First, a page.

THE ARRIVAL ON home turf of online selling colossus Amazon has had the Australian retail industry in a tizz, particularly a number of specialist areas such as books, consumer electronics and photography. It’s too early to tell whether the sky will fall on our heads, but as far as camera buyers are concerned, I’m not so sure everybody is going to suddenly change the way they make their purchases.
OK, so Amazon has built a trusted brand because it delivers on its promises (there’s a lesson there for all retailers) and so the buying experience is always a positive one. And you can nearly always get what you want with the minimum of fuss which, to be fair, is true of many online sellers, including in photography. The key Australian players in this space – digi-DIRECT and Digital Camera Warehouse – have also created solid reputations by doing the same things. I’ve purchased from both and they’ve never disappointed. In one instance, I was called personally to be informed that my order would take slightly longer than promised to fulfil… sorry for the delay, but we’re onto it. Service.
Over the last few years the Australian market has matured to the point where the allure of buying from overseas-based online sellers has diminished, partly because the price differences are no longer attractive enough, but also because you can’t always be guaranteed you’ll get what you ordered. A concerted effort by the local industry to enforce the value of an Australian warranty has helped too. However, the maturity of Australian buyers – allied in some part with the maturity of the digital imaging technologies along with a reasonably healthy economy – means that they’ve largely moved beyond looking at price alone and want to make more informed decisions. We’re over the time of regular upgrades because the technology was changing so quickly… now a new digital camera is expected to (and certainly can) serve you a lot longer, so it’s once again important to make the right decisions. As a result, the face-to-face experience of a bricks-and-mortar (or, perhaps more accurately, a flesh-and-blood) camera store is regaining value.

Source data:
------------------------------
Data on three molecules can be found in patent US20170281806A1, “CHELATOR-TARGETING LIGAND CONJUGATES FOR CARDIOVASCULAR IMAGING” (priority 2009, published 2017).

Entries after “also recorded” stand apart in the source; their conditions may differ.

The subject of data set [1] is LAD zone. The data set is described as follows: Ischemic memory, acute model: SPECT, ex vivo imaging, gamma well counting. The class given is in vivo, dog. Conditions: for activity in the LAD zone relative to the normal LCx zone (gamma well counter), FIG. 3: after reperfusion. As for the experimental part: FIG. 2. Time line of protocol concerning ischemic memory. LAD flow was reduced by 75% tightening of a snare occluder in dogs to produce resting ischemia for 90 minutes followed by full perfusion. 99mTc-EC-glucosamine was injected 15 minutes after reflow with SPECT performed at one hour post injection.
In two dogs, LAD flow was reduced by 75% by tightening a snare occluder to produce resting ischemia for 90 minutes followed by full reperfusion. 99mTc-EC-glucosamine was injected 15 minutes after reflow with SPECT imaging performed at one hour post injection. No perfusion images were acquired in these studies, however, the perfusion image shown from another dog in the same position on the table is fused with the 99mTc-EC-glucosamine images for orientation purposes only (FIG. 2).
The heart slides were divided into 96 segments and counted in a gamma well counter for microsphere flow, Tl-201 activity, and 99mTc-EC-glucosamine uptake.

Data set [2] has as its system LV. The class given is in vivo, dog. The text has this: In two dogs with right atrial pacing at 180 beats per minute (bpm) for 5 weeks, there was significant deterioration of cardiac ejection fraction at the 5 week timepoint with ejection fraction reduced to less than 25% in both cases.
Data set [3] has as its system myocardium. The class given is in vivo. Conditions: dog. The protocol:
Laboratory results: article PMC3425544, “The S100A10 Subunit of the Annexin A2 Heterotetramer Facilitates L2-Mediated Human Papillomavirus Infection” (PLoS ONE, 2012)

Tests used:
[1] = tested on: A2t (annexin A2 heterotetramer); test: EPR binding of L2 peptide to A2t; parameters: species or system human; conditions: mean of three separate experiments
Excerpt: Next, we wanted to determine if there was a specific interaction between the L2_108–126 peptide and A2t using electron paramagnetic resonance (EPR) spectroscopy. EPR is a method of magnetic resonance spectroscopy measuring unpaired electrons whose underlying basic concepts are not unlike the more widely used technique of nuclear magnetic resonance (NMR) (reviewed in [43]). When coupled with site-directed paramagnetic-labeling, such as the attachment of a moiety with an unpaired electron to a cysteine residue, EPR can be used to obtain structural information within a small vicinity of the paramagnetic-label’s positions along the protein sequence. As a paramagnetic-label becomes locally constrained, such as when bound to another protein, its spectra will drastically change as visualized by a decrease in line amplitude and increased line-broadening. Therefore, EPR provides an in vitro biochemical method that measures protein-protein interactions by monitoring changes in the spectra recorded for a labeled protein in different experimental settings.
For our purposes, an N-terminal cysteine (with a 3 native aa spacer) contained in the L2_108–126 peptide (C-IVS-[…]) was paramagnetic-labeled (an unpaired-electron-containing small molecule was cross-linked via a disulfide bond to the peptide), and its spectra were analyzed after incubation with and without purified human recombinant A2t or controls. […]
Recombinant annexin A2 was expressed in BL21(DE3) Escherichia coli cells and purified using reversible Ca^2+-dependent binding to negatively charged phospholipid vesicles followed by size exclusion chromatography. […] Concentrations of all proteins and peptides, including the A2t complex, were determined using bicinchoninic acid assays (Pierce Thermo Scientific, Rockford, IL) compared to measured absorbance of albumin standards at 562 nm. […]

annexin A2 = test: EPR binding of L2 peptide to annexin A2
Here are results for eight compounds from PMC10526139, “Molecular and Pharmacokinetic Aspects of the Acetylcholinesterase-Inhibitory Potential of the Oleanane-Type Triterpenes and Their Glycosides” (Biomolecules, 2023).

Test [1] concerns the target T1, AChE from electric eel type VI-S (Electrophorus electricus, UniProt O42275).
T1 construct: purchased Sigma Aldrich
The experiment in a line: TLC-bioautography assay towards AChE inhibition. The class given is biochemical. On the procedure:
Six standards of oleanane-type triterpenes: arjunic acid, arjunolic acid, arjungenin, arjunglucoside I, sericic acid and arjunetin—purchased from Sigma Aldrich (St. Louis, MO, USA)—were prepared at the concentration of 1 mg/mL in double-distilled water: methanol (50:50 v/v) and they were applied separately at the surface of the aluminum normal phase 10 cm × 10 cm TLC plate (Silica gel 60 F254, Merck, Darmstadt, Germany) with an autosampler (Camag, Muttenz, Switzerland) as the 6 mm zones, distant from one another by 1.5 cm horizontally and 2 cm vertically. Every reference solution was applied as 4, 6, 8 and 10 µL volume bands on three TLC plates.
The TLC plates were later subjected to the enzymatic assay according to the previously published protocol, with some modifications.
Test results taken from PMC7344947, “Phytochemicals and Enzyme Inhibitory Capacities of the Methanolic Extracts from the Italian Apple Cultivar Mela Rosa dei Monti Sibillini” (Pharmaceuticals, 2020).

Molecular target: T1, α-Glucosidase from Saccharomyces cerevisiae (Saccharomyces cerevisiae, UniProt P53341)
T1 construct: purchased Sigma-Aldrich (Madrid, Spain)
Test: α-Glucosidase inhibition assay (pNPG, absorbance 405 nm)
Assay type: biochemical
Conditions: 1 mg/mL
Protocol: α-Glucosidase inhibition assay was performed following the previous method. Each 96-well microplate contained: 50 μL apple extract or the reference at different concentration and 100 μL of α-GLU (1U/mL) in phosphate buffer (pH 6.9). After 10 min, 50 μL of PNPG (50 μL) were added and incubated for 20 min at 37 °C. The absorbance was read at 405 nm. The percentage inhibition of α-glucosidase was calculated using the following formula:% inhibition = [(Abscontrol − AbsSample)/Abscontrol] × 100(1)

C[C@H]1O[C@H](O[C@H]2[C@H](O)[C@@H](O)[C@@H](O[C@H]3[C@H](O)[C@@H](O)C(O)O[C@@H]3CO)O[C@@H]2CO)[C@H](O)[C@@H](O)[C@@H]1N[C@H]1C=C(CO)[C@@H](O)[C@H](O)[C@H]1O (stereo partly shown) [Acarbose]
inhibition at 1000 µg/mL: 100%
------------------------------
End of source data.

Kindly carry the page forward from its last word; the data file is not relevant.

It’s no accident that the major online players in this country now also have one or more real stores as well, or that their Websites all have chat facilities to deal with questions in a more personal way. Of course, the bigger on-street retailers also have online businesses so it’s becoming less and less about ‘us-and-them’ and more about giving consumers what they want… in whatever way they want. That said, while buyers may well be better informed than ever before, the hands-on demo conducted by a well-trained salesperson provides education, confirmation and, perhaps most importantly, validation. For many, this is increasingly worth the effort of actually going to a shop rather than sitting at home browsing online.
With physical space limitations, it can be hard for a high street camera store to stock everything, but then we’re not talking about an endless array of brands here as is the case in some industries, and everybody has been forced to be more creative about inventory. Even the relative ‘newcomers’ (such as Panasonic and Sony) are now well represented across the country, reducing the need to endure the trauma of entering a consumer electronics chain store.
There’s little doubt online selling has flourished because many in traditional retailing didn’t quite grasp the concept of service and this has still been slow to change, but the photography industry has put in quite a bit of effort here, and standards have undoubtedly lifted. If the specialist camera stores (and, indeed, the Australian-owned online sellers) deliver the service that buyers expect and want, then Amazon has less chance of destabilising (or devaluing) the market. Of course, we consumers have to play fair too, at least giving the locals a chance to prove themselves and showing some loyalty when they do.
A healthy and vibrant retail sector is in all our interests and, as the critical link between consumers and the distributors and manufacturers, it holds the key to the former’s satisfaction and the latter’s profitability. However it happens, service is the key.